You bought some beautiful catfish or loaches for your aquarium. But they don’t tend to eat floating foods, and this gives you a serious headache.
So, you’re looking for solutions to fish food not sinking.
Top feeder fish food like flakes and pellets usually float on the top of the tank. You can make your flake fish foods sink by making flake paste and air drying them. Furthermore, you can make a pellet fish food sink by replacing the air in the food with water.
In this article, we provided a thorough guide to safely make your fish foods sink.
But before going into the guide, let’s first know if it’s natural for fish food to float.
Are Fish Foods Supposed to Sink?
Generally, fish foods are made in a way that they don’t sink. This is because most aquarium fish love to eat from the top of the tank.
However, there are some aquarium fish who like to stay at the bottom. And for them, there are some foods that are specially made for sinking.
But why does fish food float?
This is because the foods are lighter than water. Usual fish foods contain a lot of air in them. And it makes them float at the top of the tank like the Fluval Moss Balls.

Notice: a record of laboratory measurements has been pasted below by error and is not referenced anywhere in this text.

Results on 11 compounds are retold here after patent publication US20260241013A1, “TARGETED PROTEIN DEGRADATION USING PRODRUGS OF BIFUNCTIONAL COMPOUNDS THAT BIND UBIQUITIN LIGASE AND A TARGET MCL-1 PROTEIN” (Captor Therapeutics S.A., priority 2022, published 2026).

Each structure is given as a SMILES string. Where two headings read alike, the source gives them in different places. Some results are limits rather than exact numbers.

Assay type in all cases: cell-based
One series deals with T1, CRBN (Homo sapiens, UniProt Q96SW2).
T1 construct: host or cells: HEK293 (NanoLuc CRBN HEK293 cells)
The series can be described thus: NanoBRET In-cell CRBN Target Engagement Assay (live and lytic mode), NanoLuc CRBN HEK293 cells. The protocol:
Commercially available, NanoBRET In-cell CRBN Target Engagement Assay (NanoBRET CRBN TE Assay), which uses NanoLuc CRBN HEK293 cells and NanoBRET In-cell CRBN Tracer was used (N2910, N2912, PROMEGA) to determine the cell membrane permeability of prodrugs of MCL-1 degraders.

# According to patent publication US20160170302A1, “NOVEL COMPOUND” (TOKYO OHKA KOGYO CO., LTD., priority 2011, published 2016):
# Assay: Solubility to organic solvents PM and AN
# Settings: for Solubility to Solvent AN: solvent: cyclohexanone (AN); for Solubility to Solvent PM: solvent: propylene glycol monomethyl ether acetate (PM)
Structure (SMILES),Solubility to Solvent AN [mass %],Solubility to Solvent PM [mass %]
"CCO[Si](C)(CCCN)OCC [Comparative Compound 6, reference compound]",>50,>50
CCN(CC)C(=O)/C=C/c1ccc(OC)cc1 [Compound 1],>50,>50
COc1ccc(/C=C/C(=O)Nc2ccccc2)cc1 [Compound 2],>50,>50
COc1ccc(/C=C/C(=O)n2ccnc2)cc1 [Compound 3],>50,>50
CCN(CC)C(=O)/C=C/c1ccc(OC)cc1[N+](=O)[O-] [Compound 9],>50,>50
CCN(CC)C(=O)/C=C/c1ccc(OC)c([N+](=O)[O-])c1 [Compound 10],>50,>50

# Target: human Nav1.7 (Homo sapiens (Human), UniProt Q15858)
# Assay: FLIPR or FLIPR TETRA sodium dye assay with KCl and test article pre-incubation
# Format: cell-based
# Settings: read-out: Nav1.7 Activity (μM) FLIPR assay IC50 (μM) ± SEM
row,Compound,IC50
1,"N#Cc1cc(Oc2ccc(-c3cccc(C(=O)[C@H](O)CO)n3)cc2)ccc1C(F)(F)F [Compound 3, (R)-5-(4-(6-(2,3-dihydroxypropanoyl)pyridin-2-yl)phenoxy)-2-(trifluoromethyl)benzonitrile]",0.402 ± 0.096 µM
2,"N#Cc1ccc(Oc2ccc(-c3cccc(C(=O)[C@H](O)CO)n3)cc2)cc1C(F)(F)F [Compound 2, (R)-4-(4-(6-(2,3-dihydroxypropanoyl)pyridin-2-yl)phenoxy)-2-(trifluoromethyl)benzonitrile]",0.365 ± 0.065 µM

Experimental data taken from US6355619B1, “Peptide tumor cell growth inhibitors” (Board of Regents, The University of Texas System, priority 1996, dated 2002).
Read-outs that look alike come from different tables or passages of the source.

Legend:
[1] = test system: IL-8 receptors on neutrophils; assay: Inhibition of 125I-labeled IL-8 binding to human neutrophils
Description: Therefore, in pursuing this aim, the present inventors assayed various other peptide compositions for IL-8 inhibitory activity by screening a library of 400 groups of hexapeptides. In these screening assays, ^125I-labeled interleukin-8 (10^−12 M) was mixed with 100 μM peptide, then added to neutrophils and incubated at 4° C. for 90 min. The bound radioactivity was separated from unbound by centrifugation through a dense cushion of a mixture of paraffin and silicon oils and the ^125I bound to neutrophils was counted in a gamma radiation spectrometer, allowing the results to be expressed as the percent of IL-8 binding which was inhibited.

Now, the question comes, why would you want your fish food to sink?
Well, there are some fish known as bottom feeders. They like to eat their food at the bottom. So, fish foods need to sink in order to reach them.
So, how would you feed them if your fish food is not sinking? The following sections have your solution.
How to Make Your Fish Food Sink?
So, you’ve tried everything, but your fish food is not sinking. Should you just throw away the food and let your fish die of starvation?
Well, don’t even think of that. You can make any kind of fish food sink if you follow the right approach.
There are mainly two types of fish food you’ll see around, flakes and pellets. For various types of food, you must adhere to various methods.